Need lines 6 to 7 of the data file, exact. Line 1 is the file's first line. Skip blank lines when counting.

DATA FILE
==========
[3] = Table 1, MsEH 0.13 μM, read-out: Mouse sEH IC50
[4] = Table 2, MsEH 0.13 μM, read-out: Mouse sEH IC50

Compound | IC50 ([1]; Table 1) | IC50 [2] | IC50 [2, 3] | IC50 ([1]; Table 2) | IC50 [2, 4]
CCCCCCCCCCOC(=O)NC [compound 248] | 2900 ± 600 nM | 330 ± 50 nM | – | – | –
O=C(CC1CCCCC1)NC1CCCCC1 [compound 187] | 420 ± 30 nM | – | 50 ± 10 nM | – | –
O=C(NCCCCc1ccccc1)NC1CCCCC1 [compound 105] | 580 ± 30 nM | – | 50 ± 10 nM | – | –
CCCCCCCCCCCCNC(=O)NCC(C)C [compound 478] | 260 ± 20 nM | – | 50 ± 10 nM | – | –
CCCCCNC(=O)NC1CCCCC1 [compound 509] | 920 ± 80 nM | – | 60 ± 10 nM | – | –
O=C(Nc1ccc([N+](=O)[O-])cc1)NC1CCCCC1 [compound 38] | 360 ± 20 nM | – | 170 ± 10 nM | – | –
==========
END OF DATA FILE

O=C(NCCCCc1ccccc1)NC1CCCCC1 [compound 105] | 580 ± 30 nM | – | 50 ± 10 nM | – | –
CCCCCCCCCCCCNC(=O)NCC(C)C [compound 478] | 260 ± 20 nM | – | 50 ± 10 nM | – | –